Besides the regular set of moves, trademark moves and finishing moves, the cornerstone of combat within WWE All Stars is it’s countering system – a rigid exercise in timing which allows you to in theory, counter and re-counter pretty much every move in the game. It can be jarring to find the timing for these counters initially, but once you get into the rhythm of when the counter button can be pressed (a visual prompt appears to help), you’re soon chaining counters together in impressive, smoothly flowing fashion.

Feature-wise, the regular wrestling game purists will be unhappy to learn that gone are the seemingly never-ending variants of matches, customisation options and moves that you would usually come to expect from a THQ WWE title, replaced it seems by a basic selection of match types, a threadbare create-a-wrestler mode and a limited number of moves.

While this approach might seem overly minimalistic, it does succeed greatly in promoting a decent amount of accessibility and the sort of pick up and play spontaneity that any good wrestling game worth it’s spandex should really have.

Decent looking moves are simple to pull off and the countering system as mentioned previously, is both satisfying and easy to use once you’ve gotten your ass-kicking rhythm going. As well as the expected multiplayer modes, WWE All-Stars boasts two different types of single-player campaign. The first of these are three ‘path to glory’ based ‘stories’ (and I do use that term very, very loosely) in which you choose a wrestler or two depending on the mode and go about trying to dethrone the current champion in that particular mode.

Essentially these are gauntlet style playthroughs, forcing the player to beat a number of wrestlers before finally taking on the big bad right at the end. There are cut-scenes which bookend the experience with one or two in the middle of each path, but they’re usually the same type of fare with the champion(s) generally berating you and no real narrative interaction or depth to speak of.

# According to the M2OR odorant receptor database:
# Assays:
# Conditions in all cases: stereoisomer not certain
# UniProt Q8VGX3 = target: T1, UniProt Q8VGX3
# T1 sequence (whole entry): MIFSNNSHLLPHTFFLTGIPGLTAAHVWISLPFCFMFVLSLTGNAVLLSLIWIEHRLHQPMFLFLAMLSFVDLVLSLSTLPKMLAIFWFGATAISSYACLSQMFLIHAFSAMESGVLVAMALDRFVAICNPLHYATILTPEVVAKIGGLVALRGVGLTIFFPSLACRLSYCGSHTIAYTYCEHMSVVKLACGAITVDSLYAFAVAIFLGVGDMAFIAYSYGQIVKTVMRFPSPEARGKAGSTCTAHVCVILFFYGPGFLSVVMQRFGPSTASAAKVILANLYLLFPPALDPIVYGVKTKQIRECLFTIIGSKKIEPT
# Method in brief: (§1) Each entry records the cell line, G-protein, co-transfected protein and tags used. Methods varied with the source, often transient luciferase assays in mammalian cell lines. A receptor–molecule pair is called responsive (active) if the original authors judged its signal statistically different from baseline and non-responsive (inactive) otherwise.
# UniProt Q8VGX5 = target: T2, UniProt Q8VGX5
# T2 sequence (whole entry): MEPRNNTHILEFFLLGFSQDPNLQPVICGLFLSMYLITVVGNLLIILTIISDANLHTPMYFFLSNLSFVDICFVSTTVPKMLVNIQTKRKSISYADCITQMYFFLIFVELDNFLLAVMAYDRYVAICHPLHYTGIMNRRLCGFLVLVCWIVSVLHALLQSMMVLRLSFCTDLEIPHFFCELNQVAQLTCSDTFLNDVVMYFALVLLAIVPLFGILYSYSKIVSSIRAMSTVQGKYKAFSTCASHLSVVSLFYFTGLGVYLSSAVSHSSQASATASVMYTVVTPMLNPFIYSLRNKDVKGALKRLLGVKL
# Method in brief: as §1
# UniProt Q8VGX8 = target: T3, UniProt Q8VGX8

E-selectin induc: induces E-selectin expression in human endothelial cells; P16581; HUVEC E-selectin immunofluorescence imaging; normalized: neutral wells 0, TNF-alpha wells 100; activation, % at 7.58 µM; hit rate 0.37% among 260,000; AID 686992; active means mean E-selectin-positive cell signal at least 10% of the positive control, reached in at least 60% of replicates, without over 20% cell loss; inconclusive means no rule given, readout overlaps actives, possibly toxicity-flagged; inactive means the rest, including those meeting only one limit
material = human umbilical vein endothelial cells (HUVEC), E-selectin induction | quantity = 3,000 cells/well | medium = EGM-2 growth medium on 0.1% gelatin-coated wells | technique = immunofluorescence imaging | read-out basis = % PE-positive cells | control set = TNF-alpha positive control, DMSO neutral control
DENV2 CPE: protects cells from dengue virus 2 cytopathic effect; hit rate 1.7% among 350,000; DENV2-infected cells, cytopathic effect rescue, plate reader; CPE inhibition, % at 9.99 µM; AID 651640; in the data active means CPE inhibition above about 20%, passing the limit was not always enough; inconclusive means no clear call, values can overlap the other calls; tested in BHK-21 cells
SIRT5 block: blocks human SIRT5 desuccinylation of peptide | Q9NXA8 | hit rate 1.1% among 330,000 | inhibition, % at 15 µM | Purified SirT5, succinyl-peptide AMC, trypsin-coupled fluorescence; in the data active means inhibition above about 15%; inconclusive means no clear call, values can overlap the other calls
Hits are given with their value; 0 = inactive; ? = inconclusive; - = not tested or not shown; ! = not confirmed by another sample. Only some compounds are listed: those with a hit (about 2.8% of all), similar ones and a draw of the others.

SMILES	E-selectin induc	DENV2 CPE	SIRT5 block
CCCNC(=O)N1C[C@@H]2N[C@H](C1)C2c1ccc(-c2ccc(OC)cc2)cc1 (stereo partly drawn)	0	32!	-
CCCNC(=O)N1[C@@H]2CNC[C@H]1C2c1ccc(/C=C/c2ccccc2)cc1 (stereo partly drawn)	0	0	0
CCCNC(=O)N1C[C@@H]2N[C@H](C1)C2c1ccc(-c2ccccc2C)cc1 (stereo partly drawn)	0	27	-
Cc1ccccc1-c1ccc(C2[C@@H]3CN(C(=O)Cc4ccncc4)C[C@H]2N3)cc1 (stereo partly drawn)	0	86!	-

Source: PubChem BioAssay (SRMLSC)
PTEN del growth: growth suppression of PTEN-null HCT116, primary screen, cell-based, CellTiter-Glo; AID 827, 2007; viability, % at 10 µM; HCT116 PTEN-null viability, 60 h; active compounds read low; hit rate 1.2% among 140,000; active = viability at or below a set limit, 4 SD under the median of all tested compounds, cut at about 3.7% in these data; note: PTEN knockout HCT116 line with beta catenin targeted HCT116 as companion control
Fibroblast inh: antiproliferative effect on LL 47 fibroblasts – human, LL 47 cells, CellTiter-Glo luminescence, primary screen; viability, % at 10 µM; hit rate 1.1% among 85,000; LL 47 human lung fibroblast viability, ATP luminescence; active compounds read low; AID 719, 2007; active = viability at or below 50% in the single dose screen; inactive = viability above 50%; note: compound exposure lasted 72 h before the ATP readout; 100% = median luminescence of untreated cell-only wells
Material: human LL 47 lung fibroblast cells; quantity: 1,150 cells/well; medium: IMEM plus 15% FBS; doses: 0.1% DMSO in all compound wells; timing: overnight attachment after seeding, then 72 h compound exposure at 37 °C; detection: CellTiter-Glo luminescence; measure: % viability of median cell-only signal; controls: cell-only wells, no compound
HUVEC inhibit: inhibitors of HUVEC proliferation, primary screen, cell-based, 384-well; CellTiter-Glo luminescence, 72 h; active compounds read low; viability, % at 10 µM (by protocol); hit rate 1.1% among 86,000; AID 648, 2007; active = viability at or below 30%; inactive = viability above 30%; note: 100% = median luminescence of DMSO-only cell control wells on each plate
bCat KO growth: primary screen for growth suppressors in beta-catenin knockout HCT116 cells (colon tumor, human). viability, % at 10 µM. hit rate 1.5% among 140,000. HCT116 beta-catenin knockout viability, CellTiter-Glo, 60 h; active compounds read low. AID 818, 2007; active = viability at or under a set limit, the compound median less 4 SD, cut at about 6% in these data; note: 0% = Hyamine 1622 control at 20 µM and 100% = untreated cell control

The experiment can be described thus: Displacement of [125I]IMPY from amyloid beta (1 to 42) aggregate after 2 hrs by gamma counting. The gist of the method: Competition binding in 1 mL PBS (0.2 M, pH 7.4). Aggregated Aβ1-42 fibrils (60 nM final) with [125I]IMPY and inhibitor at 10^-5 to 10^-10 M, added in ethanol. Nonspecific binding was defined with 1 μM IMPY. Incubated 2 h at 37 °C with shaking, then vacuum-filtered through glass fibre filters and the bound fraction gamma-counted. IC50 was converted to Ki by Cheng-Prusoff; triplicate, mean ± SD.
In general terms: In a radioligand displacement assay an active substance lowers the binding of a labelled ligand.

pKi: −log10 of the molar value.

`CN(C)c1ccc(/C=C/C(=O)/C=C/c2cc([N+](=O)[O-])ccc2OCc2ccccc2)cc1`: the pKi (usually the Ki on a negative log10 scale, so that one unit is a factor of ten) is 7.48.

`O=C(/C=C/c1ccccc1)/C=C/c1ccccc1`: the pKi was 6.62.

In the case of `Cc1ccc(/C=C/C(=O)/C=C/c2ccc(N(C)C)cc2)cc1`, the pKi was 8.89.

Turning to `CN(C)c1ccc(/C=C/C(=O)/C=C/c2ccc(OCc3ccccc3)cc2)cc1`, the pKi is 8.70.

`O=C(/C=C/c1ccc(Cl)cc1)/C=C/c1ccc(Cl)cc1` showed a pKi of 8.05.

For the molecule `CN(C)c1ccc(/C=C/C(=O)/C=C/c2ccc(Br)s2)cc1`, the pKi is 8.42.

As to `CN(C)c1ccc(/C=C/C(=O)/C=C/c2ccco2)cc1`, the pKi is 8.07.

Far more interesting on the other hand from a presentation aspect at least, is the ‘Fantasy Warfare’ single-player campaign. By tapping into its eclectic roster of current superstars and wrestling personalities from times past, the mode does pretty much what it says on the tin; setting up fantasy rivalries between superstars such as The Ultimate Warrior and Shaemus with cleverly cut stock video footage, to give the impression of it being an actual booked match that the player is about to enter into. For all of it’s presentational flair and bluster though and the fact that it unlocks a handful of other wrestlers for you to use, the mode offers little else other than a fancy framing for matchups that you can make yourself through the game’s exhibition mode.

The available match types are also somewhat lacking in substance; you have a relatively basic selection of scrap variations which includes the usual suspects such as one-on-one, cage match, tornado tag and triple-threat/fatal four way matches. Disappointingly, a fair number of WWE hallmark matches are missing; Royal Rumble matches, table matches, hell-in-the-cell matches and ladder matches are just a few of those conspicuous by their absence. Most puzzling of all though, is just where in the blue hell regular tag-matches have gone; since in WWE All Stars, all you can do is the ‘tornado tag team match’ and not the regular style tag-match. Very strange indeed.

At the end of the day then, where WWE All Stars so emphatically succeeds is also, ultimately where it lacks. It aims to keep you engaged with these outrageous moves and superhuman combat, but the depth of gameplay and wide range of customisables simply isn’t substantial enough to compel you to continue playing beyond the initial barrage of reality-detached violent antics.

A worthy rent says I, but not one for the collection.

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Written by bitsnark

December 16, 2011 at 10:53 am